Virginia considers abolition in 1831

Dave Wilma

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I just learned that the Virginia legislature considered a bill to gradually abolish slavery in 1831. The Nat Turner insurrection killed that. Talk about a what if. This seems to follow other trends in the North such as no child born after a certain date was automatically a slave.

Does anyone have any details of this legislation?
 

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I just learned that the Virginia legislature considered a bill to gradually abolish slavery in 1831. The Nat Turner insurrection killed that. Talk about a what if. This seems to follow other trends in the North such as no child born after a certain date was automatically a slave.

Does anyone have any details of this legislation?
According to William W. Freehling in his book, The Road to Disunion, it was the wife of Thomas Jefferson's grandson who prompted her husband, Thomas Jefferson Randolph, to go before Virginia's legislature and propose a manumission and removal law for all slaves due to her fear of future uprisings in Virginia. Jane Randolph was so terrified as a result of Turner's insurrection that she demanded that their family "quit at once and move North." Her husband responded by telling her that "the danger is to our children's children 40 or 50 years hence, not to us."

On January 16, 1832, as a result of his wife's fear and prodding, Thomas Jefferson Randolph gave a speech in front of the Virginia House in which he predicted a "dissolution of the Union" and invasion of Virginia by black troops where Virginians would be "butchered and their homes desolated." To prevent this eerie scenario from fruitation, Randolph called for the manumission and colonization of all children of slaves born on or after July 4, 1840. It is Randolph's speech that initiated "the legislature's historic debate" about the ending of slavery in Virginia.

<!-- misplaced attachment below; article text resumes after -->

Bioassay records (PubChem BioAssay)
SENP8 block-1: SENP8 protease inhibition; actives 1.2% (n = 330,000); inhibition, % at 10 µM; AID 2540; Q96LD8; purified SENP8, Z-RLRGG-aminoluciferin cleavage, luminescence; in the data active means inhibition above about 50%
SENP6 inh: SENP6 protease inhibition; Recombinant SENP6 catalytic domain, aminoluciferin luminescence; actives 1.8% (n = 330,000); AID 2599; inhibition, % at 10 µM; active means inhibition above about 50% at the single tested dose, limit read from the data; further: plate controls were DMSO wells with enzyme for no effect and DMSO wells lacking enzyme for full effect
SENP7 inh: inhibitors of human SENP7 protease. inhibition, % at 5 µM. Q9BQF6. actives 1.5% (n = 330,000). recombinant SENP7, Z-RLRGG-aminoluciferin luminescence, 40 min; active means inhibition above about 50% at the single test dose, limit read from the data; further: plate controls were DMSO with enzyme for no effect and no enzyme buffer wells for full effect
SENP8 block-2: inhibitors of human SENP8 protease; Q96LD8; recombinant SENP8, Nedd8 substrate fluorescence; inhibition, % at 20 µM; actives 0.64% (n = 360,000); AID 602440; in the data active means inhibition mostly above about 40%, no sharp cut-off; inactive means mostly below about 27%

gem

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The debate actually took place in 1832 for 2 weeks in the Virginia legislature.

This was in response to Nat Turner's uprising in 1831.

Not much came out of the debate. Thomas Jefferson Randolph discussed a plan of gradual emancipation and then a way to get blacks out of Virginia possibly sending them to Africa. however, the debates ended without anything meaningful coming out.

The way I see these debates as similar to how Virginia has always seen slavery in the past.
They were conflicted; the desire to end an evil vs the pleasure evil brings. However, like the Virginia FF they decided to procrastinate, kick the can down the road if you will.
 

gem

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I just learned that the Virginia legislature considered a bill to gradually abolish slavery in 1831. The Nat Turner insurrection killed that. Talk about a what if. This seems to follow other trends in the North such as no child born after a certain date was automatically a slave.

Does anyone have any details of this legislation?
The idea that the Nat Turner killed the debate is a common misnomer its one that i've heard many times before. I don't know if it came about as a propaganda point to make VA seem like the good guy, "we were going to liberate slaves if only it had not been for the Turner insurrection"

Nevertheless, VA slave debate was in response to Nat Turner, not that Turner squashed the debate.
 


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